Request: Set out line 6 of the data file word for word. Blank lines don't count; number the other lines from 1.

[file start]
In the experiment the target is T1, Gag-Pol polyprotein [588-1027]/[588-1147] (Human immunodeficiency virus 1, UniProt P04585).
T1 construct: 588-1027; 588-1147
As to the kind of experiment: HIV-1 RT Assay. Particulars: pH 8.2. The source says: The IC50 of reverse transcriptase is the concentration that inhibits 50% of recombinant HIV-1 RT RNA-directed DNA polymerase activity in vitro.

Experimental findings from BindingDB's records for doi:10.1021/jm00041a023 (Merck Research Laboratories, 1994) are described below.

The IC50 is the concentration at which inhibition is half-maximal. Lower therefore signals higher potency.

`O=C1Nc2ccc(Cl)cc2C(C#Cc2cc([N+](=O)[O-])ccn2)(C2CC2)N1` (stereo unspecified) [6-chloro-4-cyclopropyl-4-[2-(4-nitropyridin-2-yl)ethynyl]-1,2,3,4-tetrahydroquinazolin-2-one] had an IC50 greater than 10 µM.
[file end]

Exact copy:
`O=C1Nc2ccc(Cl)cc2C(C#Cc2cc([N+](=O)[O-])ccn2)(C2CC2)N1` (stereo unspecified) [6-chloro-4-cyclopropyl-4-[2-(4-nitropyridin-2-yl)ethynyl]-1,2,3,4-tetrahydroquinazolin-2-one] had an IC50 greater than 10 µM.